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Monthly Archives: October 2014

  • Houston Quilt Market!

    Those of you who quilt likely know the biggest quilt festival in the world occurs in Houston at the end of October every year. You might have also noticed I wrote Houston Quilt Market, instead of Quilt Festival. Quilt Market is for fabric-shop owners to connect with wholesale suppliers. I was able to attend the Market because in six months, I am opening a fabric shop in Missoula, Montana. I'm so excited! My basement is filling up with fabric!

    A quilt/dress made of Free Spirit solids. A quilt/dress made of Free Spirit solids.

    I will primarily carry garment fabrics, with only a few quilting cottons. Thank goodness, because if I were getting ready to open a quilt shop, I would have been completely overwhelmed!  There were so many beautiful quilting cottons to choose from. And, many of the companies that traditionally carried only quilting cotton, have now branched out into voiles, double gauzes, knits and canvas. The uber-cool Cotton + Steel gals were the Big Women on Campus (by "big," I mean popular, not actually large). Their new fabrics are to die for. But, Art Gallery has super fine voiles, Monaluna, Cloud 9 and Birch have some great hipster organics, and Amy Butler has knits and canvas in her great designs. Here is some eye candy for you:

    Birch Fabrics double gauze dress.  Birch Fabrics double gauze dress. 

    Art Gallery knit dress.  Art Gallery knit dress. 

    Art Gallery voile dress. Can you tell how fine the voile is? Art Gallery voile dress. Can you tell how fine the voile is?

    Cloud 9 canvas coat and bags. Cloud 9 canvas coat and bags.

    Riley Blake home-dec weight coat. Yes please! Riley Blake home-dec weight coat. Yes please!

    I did not buy much fabric during the market because company representatives are going to visit me in Missoula with samples, but I could have ordered a few thousand bolts and still not purchased everything I liked! What is your newest favorite fabric?

  • Preparing to Sew

    If you're like me, you want to finish all your projects quickly and perfectly, and sometimes the two don't go well together. I frequently sew past the point of exhaustion. I'm so excited about wearing something that I skip steps and call it "good enough." When I actually wear the item, I can see all its flaws. I don't feel proud to wear it.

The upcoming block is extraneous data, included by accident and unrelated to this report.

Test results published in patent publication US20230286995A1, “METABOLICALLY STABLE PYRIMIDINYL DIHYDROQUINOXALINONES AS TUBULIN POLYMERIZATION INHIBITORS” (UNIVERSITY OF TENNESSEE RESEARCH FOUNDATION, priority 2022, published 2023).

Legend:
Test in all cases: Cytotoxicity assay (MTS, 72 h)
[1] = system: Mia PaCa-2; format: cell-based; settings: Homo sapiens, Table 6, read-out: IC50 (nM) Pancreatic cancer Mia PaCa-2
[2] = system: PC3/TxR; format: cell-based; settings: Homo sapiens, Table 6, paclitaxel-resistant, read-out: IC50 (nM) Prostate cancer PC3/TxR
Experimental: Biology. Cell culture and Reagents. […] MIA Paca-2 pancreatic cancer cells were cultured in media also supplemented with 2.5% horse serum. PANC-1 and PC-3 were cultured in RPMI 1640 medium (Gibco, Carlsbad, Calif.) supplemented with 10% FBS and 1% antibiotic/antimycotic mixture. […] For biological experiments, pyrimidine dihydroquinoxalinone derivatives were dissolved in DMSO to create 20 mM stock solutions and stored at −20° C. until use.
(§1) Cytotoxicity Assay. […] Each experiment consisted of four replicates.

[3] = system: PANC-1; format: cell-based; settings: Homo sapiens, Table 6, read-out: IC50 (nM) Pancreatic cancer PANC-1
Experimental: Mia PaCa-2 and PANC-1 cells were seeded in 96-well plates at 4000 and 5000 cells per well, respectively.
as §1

The things I make during an in-person or Craftsy class turn out much better because I move deliberately and I don't skip steps. So the "new me" breaks her makes into bite-size pieces, and only spends a few hours at a time sewing. I am making fewer things, but more wearable things. Here are my bite-size pieces (by bite-size, I mean I step away from my sewing area for a few hours or days before I start the next step):

    Fitting and altering the tissue for a princess-seam top. Fitting and altering the tissue for a princess-seam top.

    FIRST I fit and alter the tissue. I love Fit for Real People, and I have taken many classes from Pati Palmer and Marta Alto, so I never skip this step. I now have a number of altered patterns that don't need to be tissue-fitted, which makes them easier to create.

    Burgundy linen underlined with gray voile. Burgundy linen underlined with gray voile.

    SECOND, I cut out, mark, and apply interfacing to the fabric. By completely preparing the fabric for sewing, I spend less time going back and forth from cutting table to sewing machine. Everything is completely ready to go. For the StyleArc Katherine pants I am currently sewing, I also underlined the linen. For underlining, I follow Gertie's instructions from a few years ago.

    Bobbins ready to go. I lucked out and had 2 partially used bobbins with almost the right color in them. Bobbins ready to go. I lucked out and had 2 partially used bobbins with almost the right color in them.

    THIRD, I assemble all my tools and make sure my machines are ready to go. I wind a few bobbins in the correct color, make sure I have the proper needles in my machine(s), and experiment with topstitching colors and stitch lengths.

    Tan, Taupe, and Black topstitching experiments. Tan, Taupe, and Black topstitching experiments.

    FOURTH, I practice the tricky bits or new techniques on fabric scraps. For these pants, I am going to create a button fly. I found instructions in Making Trousers for Men and Women by David Page Coffin. It's my first button fly, so I practiced it. I think it will be easier and better than a zipper fly!

    FIFTH, I start sewing! The sewing part only takes a few hours because of all the preparation. Stayed tuned for the finished burgundy pants!

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